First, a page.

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Louisville LB McCune Survived Army Tour

When Robert McCune hears football players talk about going to war, he just shakes his head. Three years of Army service taught him that football is a game, war a battle for survival.

McCune lived on military bases in five states and was deployed to South Korea and Kuwait. He's heard the crackle of nearby gunfire and camped on a roof during a monsoon. He spent days refueling military vehicles and free moments lifting a 50-pound rock.

McCune endured it all so he could keep playing football. His Army buddies found that funny.

"I told them that after this I was going to go to college and get my degree, I was going to play football, and they laughed," he said.

Now the linebacker might be close to playing in the NFL. McCune, among the 332 players invited to this year's combine, will be 26 by the time of the April draft, and he might be the oldest player selected.

"If the guy is a real good football player, you don't worry about it," Houston Texans general manager Charley Casserly said. "If he's in the development stage, it becomes a concern."

McCune wasn't even offered a Division I-A scholarship when he graduated from LeFlore High School in Mobile, Ala. He earned a spot on the Louisville team as a walk-on and finished with 320 career tackles. Some scouts wonder if the 6-foot, 245-pound McCune is big enough to play inside linebacker, but no one has questioned his commitment or work ethic.

"You assume he has a character that's very high, and that's very important to all of us," Tennessee coach Jeff Fisher said. "People who not only can avoid off-field problems, but who can be productive like that are very valuable."

McCune had hoped to play in college at Alabama or Auburn. The only offers came from places like Alabama A&M, Alabama State, Southern University and Grambling.

So McCune joined the Army in 1997 and quickly started moving. During the next three years, he lived in Fort Lee, Va.; Fort Stewart, Ga.; Fort Hood, Texas; Fort Knox, Ky.; and Fort Irwin, Calif. The arduous training regimen included 4-mile runs, pushups and situps.

"My plan was to go into the military, grow up and walk on at some Division I school," he said.

When he went to South Korea for one year as a patrolling specialist, McCune improvised. He used his fueling truck rig as a pullup bar and a heavy rock for weightlifting. Between missions, McCune found just enough time to pull out the sharp-edged rock for a workout.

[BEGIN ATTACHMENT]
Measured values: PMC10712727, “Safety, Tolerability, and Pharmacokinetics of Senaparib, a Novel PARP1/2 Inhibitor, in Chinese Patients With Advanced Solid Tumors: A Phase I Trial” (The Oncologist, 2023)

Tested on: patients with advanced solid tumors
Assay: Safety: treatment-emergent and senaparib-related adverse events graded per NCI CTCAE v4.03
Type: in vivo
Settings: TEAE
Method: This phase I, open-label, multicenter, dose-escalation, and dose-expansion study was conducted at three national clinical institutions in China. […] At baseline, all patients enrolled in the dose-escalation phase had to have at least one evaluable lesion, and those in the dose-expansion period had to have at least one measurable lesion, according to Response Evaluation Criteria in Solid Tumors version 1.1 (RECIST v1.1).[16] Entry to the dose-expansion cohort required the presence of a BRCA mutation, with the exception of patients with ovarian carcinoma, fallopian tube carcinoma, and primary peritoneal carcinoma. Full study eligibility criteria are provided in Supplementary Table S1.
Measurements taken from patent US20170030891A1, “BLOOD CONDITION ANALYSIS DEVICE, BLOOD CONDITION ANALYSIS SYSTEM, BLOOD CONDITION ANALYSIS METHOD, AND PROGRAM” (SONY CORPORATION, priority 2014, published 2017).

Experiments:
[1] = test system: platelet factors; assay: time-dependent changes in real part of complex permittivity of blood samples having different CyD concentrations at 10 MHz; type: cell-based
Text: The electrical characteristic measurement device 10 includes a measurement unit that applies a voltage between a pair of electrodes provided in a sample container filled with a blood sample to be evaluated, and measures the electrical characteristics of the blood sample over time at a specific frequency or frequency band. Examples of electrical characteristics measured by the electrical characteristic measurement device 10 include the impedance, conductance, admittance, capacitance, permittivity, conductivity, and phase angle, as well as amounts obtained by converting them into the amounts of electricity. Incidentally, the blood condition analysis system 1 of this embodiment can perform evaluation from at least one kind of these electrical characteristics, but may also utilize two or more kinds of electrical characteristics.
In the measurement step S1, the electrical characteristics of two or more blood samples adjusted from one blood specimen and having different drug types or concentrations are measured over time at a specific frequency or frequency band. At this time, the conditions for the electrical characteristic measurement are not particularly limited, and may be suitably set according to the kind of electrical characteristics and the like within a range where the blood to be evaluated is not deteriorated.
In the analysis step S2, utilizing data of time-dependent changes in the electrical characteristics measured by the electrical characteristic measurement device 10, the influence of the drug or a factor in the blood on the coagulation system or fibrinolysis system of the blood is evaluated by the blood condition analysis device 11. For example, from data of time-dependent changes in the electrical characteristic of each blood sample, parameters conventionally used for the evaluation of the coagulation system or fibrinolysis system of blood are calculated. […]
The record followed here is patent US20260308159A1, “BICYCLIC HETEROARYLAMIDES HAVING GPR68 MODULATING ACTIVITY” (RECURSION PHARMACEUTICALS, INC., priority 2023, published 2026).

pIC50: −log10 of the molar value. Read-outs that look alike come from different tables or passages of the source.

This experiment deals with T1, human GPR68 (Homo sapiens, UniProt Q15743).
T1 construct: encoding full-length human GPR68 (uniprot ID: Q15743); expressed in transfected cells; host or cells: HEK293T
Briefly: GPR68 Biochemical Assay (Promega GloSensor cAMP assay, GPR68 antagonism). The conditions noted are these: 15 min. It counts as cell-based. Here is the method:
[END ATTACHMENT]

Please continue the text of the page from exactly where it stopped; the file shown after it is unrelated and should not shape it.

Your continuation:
"I'd sit on top of the truck and do curls over my head until they came," he said. "I was in Korea for 365 days, and I'd say I worked out 340 days."

McCune learned to deal with the odor of raw sewage and poor living conditions, but wasn't prepared for the monsoon season. One night, with his barracks covered in about 7 feet of water, he scrambled onto a roof and spent the night there as lightning lit the sky.

"I didn't think the rain was ever going to end," he said. "I was trying to think of a plan of what to do next."

Many fared far worse.

"A lot of the Koreans lost a lot," he said. "Some were caught by the water, and I have no idea where the water took them."

During a six-month tour in Kuwait, McCune and the Americans rarely met the locals. Occasionally, McCune was awakened by gunfire, unsure where the shots came from.

"It sounded pretty close," he said. "I would just jump out of bed when I heard it."

McCune finished his active duty in 2000. When he returned home, he pursued his football dream despite a five-year commitment to the National Guard. Some coaches were wary, knowing he might miss practices.

But he persuaded John L. Smith, then coach of Louisville, to let him play and used the G.I. Bill to pay for his first semester. By the second semester, he had earned a scholarship.

In March 2003, he nearly had to leave football again. McCune's Guard unit was alerted that it might be deployed to Iraq. He was sent to Fort Knox for training, missed part of spring football and worried he might miss part or all of his junior season.

"It was tough because I had been selected captain and my coaches expected a lot out of me," he said. "They told me not to worry, that my spot would still be there when I got back. I missed about two or three months of school, but everything ended up working out. We weren't called up. It just made me appreciate football that much more."

McCune finished 2003 with a team-high 143 tackles, including four sacks. This past December, McCune completed his military service with the rank of corporal in time to start preparing for the NFL combine. He also earned a degree in education.

McCune will spend the next two months preparing for football, watching the news and getting updates from friends never far from his mind. But you'll never hear McCune making comparisons between the game he loves and the battles he's fought.

"In war, you have real, live bullets flying around," he said. "My buddies, they have a saying: 'Stay alert, stay alive,' and one of my friends said it's true. I talk to them all the time, and they tell me they hope I make it. I tell them 'I hope I make it, too.'"

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